Binion had successfuly won his gambling license back and went about making the Horseshoe Club into one of the most successful of the early casinos. But his troubles with the legal system were not over...
In July of 1952 a Texas federal grand jury indicted L. B. (Benny) Binion on charges that he underpaid his and his wife's 1949 federal income taxes by some $14,000.
Binion had earlier fought extradition to Texas on state charges of operating a numbers racket in Dallas. His attorneys and the U S Attorneys had agreed to transfer the case to Nevada but Attorney General James P. McGranery intervened and ordered Binion returned to Dallas for the trial.
The Nevada gaming commission, on February 3, 1953, discussed the application of Robert F Caudill of Las Vegas for a 2 ½ % interest in the Horseshoe Club whose major interest is held by Benny Binion who would retain an 85% interest in the club while he was under orders to return to Texas on an income tax indictment. The point was made that Binion's license should be revoked if he is found guilty in Texas and should not be allowed to sell portions of his operation while under indictment. At the same meeting, Clarence E. Cannon and Kenneth Cannon had licenses granted for poker games at the Horseshoe Club.
On June 7, 1953, Benny Binion turned himself in to Dallas County Sheriff Bill Decker to face charges of operating a $1 million year policy racket in Texas. He had unsuccessfully fought extradition to Texas to face the federal charge of evading is 1948 income taxes.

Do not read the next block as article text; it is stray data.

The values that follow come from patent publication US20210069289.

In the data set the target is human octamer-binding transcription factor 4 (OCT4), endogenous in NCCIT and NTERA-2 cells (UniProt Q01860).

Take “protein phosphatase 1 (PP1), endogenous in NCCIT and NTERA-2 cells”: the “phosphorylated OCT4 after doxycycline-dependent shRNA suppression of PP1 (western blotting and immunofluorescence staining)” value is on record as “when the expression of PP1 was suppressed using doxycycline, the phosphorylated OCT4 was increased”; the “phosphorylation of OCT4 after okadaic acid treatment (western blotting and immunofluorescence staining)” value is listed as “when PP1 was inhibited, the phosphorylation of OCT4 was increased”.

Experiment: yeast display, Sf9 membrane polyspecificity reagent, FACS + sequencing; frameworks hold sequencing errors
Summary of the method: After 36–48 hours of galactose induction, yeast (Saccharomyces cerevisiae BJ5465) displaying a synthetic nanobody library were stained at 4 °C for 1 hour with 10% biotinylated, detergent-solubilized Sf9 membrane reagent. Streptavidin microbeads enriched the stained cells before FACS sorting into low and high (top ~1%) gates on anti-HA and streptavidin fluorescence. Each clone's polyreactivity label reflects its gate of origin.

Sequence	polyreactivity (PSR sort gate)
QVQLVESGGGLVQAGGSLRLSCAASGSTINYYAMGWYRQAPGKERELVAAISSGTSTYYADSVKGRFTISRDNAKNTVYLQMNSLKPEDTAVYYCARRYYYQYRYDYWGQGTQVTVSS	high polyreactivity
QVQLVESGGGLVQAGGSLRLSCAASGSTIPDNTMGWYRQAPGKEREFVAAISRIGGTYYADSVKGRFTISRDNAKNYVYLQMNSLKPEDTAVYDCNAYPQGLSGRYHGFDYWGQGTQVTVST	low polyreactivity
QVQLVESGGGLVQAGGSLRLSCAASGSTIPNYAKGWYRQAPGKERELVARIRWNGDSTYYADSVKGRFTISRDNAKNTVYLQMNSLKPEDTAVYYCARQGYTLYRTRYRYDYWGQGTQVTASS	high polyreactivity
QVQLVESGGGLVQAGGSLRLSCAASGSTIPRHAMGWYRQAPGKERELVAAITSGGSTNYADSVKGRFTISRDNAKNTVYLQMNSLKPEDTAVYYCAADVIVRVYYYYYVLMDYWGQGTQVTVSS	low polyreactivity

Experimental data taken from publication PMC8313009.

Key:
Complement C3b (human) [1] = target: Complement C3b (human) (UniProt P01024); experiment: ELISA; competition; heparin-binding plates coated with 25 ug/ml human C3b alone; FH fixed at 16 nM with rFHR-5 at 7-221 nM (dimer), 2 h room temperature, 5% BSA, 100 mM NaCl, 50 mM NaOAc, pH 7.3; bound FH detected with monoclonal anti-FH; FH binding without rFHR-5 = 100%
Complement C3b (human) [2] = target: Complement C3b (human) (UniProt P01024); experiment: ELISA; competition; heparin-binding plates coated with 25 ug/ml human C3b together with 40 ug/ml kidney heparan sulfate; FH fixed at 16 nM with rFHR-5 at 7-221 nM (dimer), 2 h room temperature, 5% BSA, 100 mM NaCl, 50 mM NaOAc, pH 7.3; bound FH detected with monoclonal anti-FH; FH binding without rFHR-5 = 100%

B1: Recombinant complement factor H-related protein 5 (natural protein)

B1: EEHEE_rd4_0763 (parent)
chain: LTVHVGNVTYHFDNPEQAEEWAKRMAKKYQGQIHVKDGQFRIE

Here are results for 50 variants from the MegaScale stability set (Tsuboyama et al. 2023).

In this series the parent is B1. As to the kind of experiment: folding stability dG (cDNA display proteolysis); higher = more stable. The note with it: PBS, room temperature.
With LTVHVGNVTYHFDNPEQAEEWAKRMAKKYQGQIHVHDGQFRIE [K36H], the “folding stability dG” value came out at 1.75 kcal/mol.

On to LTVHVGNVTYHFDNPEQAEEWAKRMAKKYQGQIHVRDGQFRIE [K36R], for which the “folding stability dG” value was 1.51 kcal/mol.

In September 1953, Benny Binion pleaded guilty in San Antonio, TX to charges of evading income tax for the years 1945 through 1948. He was set free on bonds totaling $25,000.
A federal judge denied Binions request for reduction in the terms of parole imposed in the Nevada federal courts in 1952. He had pleaded no contest to charges of evading 1949 income taxes and he was placed on probation for five years. He requested that the probation be reduced to 14 months but the plea was denied the decision mailed to the court clerk in Carson, Nevada.
In a November 23, 1953 article regarding the various plans for the sale of the Horseshoe it said that Robert “Dolby Doc” Caudill owned a 2½% piece of the club. However in subsequent articles Caudill's name and interest in the club never came up.
On December 2, 1953, Benny Binion's sentencing for income tax evasion was postponed for a second time and he was now scheduled to be sentenced at 2 PM on December 14,1953 in San Antonio Texas. Binion was given 12 days to sell his casino interest before he would find out the total amount he would owe to the government. Binion claimed that as late as a week before he did not know what he would owe the government and he did not get final figures until he arrived in Texas for sentencing. The US Attorney said there was no legitimate reason to delay the sentencing. He said Joe W. Brown, New Orleans millionaire, was buying a 50% interest in Binion's Horseshoe Club but that Brown had not obtained Nevada gambling license.
You can read a little more about
Joe W. Brown in the article to the left.
On Dec 7, 1953, Benny Binion turned over a check for $516,541.93 to the Internal Revenue Service for unpaid taxes, penalties, and interest. The government released the liens which it had filed against about $1 million worth of his property in Nevada, Texas, Louisiana, Montana and Mississippi to secure payment on the back income taxes for the 1945 through 1948 period.
He still faced sentencing December 14, 1953 in Texas on criminal charges of 4 counts of income tax evasion to which he pleaded guilty. He also faced charges in Dallas for running a policy racket before his move to Las Vegas. Texas state authorities planned prosecute their case when the federal government completed its tax case.
Binion was still on probation at this time after pleading 'no contest' to another income tax evasion charge on his 1948 taxes which he had paid off in 1952. At that time he was fined $15,000 and sentenced to 5 years probation.